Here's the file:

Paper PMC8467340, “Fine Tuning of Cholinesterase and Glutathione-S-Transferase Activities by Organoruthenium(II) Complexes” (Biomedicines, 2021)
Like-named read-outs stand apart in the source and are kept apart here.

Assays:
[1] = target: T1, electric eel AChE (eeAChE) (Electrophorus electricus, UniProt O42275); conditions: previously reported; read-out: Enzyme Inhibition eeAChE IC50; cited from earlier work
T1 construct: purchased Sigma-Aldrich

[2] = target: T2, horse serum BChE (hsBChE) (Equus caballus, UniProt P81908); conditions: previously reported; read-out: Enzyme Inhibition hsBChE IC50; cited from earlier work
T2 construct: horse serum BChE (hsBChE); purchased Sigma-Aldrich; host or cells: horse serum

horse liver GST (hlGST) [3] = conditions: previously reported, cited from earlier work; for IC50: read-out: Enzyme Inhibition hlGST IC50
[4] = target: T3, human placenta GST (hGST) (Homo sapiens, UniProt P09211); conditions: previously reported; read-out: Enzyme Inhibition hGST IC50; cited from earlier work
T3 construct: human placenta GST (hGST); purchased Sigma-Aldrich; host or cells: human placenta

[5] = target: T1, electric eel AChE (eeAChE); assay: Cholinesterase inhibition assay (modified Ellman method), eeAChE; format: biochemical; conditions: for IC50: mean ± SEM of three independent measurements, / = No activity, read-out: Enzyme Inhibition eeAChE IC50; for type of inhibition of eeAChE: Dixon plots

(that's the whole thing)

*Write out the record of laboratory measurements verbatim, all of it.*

Paper PMC8467340, “Fine Tuning of Cholinesterase and Glutathione-S-Transferase Activities by Organoruthenium(II) Complexes” (Biomedicines, 2021)
Like-named read-outs stand apart in the source and are kept apart here.

Assays:
[1] = target: T1, electric eel AChE (eeAChE) (Electrophorus electricus, UniProt O42275); conditions: previously reported; read-out: Enzyme Inhibition eeAChE IC50; cited from earlier work
T1 construct: purchased Sigma-Aldrich

[2] = target: T2, horse serum BChE (hsBChE) (Equus caballus, UniProt P81908); conditions: previously reported; read-out: Enzyme Inhibition hsBChE IC50; cited from earlier work
T2 construct: horse serum BChE (hsBChE); purchased Sigma-Aldrich; host or cells: horse serum

horse liver GST (hlGST) [3] = conditions: previously reported, cited from earlier work; for IC50: read-out: Enzyme Inhibition hlGST IC50
[4] = target: T3, human placenta GST (hGST) (Homo sapiens, UniProt P09211); conditions: previously reported; read-out: Enzyme Inhibition hGST IC50; cited from earlier work
T3 construct: human placenta GST (hGST); purchased Sigma-Aldrich; host or cells: human placenta

[5] = target: T1, electric eel AChE (eeAChE); assay: Cholinesterase inhibition assay (modified Ellman method), eeAChE; format: biochemical; conditions: for IC50: mean ± SEM of three independent measurements, / = No activity, read-out: Enzyme Inhibition eeAChE IC50; for type of inhibition of eeAChE: Dixon plots